A movie set can be an overwhelming place.
People are scurrying about, in what appears to be every direction, speaking in what seems to be some bizarre secret language, dodging cameras and bright lights, in what looks like warp speed.
For someone new to the industry, the sights and sounds can be intimidating enough to make their first day their last. Knowing just how confounded one can be when they start working in the industry, Northern Ontario Film Studios is taking steps to educate future crews on what to expect. Partnering with the Directors Guild of Canada, in association with Collège Boréal, NOFS has recruited Derby Crewe to teach two one-day sessions to students, and a more in-depth two-day course to people interested in working in the field and those wanting to add to their resumes.
Fred Yackman, director of training at NOFS, said the workshops align with NOFS's vision for creating capable crews ready and able to work in the North.
“People shouldn't have to leave Northern Ontario if they don't want to,” he said.
Crewe said his presentations are heavily focused on the basics of the film and TV industries, and give aspiring industry professionals an honest perspective of the business. He said its important to know the physical and mental health strains associated with the industry, as well as the financial structure and the challenges is can place on relationships. Long hours and shift work can be hard on the body, which in turn takes its toll on the mind, he said. While staff are well compensated when they are working, they aren't able to expect a regular pay cheque. These factors can all add up to individuals having trouble maintaining relationships, Crewe said.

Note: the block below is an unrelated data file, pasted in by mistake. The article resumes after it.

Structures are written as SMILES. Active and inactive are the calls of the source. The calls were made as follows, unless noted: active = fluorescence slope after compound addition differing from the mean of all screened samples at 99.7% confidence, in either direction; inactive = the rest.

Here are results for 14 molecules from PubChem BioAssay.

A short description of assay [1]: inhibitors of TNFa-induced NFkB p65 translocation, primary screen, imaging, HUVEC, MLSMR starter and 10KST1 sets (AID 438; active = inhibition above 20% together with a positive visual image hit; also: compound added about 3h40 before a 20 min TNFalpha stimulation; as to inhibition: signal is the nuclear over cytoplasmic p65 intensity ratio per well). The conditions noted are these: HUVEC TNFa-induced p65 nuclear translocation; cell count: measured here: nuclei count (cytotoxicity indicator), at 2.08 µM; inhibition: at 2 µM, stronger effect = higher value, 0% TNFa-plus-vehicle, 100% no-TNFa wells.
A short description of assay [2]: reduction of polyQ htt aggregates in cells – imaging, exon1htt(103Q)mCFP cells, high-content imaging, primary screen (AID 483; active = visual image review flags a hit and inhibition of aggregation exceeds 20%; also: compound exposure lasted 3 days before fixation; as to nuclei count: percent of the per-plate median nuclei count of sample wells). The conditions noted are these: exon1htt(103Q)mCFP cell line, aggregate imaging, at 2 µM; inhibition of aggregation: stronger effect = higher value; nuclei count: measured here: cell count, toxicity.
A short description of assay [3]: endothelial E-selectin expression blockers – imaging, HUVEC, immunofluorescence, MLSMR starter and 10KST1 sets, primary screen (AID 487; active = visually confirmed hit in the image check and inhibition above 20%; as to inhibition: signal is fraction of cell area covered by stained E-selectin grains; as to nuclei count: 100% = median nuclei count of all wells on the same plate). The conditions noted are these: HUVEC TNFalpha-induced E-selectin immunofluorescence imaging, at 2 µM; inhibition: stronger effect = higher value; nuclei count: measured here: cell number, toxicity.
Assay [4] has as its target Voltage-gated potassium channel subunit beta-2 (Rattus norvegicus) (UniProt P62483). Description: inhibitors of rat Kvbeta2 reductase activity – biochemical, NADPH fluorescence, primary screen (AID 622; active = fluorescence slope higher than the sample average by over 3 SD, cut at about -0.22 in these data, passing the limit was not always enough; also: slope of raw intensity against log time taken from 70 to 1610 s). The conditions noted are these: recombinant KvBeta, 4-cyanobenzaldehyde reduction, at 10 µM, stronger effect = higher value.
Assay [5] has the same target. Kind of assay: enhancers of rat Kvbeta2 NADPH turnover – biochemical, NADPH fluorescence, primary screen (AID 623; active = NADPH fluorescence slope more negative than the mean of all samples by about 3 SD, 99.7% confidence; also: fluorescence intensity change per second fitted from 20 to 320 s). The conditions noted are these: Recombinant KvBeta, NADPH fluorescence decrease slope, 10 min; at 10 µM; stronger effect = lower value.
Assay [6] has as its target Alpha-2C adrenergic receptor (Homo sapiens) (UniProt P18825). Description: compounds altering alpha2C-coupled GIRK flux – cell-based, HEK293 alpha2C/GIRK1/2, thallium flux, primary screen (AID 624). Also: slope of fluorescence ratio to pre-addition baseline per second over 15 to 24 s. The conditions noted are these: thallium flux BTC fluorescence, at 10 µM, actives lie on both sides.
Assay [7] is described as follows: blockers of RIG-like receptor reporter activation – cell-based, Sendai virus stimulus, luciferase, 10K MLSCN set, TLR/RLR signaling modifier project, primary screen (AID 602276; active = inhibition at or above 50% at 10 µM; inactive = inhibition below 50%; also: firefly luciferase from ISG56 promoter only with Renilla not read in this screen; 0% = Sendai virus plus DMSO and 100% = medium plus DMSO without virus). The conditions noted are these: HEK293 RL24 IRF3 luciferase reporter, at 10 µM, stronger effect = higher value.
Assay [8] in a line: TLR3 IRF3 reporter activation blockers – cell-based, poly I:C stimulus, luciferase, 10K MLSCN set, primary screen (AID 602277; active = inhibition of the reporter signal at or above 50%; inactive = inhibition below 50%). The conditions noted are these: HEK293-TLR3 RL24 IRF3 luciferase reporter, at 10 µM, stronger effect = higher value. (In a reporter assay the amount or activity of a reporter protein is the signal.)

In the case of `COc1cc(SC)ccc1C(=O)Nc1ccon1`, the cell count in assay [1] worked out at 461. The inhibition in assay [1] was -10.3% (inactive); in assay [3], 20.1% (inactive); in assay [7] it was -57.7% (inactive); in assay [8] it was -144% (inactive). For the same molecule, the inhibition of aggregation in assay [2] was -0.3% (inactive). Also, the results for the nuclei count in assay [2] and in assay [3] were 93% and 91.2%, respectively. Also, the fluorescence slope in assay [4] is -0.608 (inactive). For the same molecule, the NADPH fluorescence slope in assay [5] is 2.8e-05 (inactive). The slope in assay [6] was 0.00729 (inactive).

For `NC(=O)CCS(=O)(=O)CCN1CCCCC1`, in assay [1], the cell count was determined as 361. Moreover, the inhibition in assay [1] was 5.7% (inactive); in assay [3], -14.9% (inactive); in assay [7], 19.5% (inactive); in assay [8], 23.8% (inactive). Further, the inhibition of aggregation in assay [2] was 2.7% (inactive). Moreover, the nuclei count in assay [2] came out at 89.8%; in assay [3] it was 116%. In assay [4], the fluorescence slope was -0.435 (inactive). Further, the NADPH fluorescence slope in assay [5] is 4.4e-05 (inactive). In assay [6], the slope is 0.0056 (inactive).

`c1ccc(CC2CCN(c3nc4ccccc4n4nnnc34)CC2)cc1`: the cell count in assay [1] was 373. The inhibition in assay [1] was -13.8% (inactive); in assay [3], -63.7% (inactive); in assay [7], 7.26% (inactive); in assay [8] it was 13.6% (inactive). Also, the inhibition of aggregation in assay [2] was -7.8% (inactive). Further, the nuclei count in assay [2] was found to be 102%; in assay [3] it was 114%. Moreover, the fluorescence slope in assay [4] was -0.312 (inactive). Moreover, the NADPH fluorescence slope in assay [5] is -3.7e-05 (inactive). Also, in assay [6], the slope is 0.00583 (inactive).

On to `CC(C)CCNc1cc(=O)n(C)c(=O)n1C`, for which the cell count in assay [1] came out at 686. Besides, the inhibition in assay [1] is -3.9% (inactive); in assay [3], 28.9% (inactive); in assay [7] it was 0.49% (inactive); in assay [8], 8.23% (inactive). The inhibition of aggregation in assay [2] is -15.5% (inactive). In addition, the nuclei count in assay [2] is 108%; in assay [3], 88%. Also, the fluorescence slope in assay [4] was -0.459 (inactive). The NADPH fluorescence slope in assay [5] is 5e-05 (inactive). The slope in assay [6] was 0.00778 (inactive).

“Some people don't understand why you do what you do,” he said.
While not intending to scare anyone away from the field, which can provide years of rewarding work, Crewe was honest. Yackman said that was the point of the presentation.
“What we want to do is give them insight into the industry so they can get a realistic view of it — not a romanticized version,” he said.
The students attending Jan. 18 were from local high schools. Trevor Liinamaa, a Gr. 12 student from Confederation Secondary School, said he was enjoying the workshop. Prior to attending, he was thinking of pursuing a post-secondary education geared toward becoming a millwright. Now, he's not so sure.
“I might be turned around by this,” he said.
Dylan Callens, who teaches Liinamaa broadcasting at Confed, said he was glad his students could be part of the experience.
“They're learning about things we can't talk about (in school),” he said.
Yackman said by participating in these programs, people make themselves more attractive to future employees. It shows “a level of commitment” on behalf of the worker, indicating as well that they have some background knowledge.
He said workshops will continue to be offered on an as-needed basis.
“It will be driven by demand,” he said.
For more information about NOFS and its programs, visit www.nofstudios.com.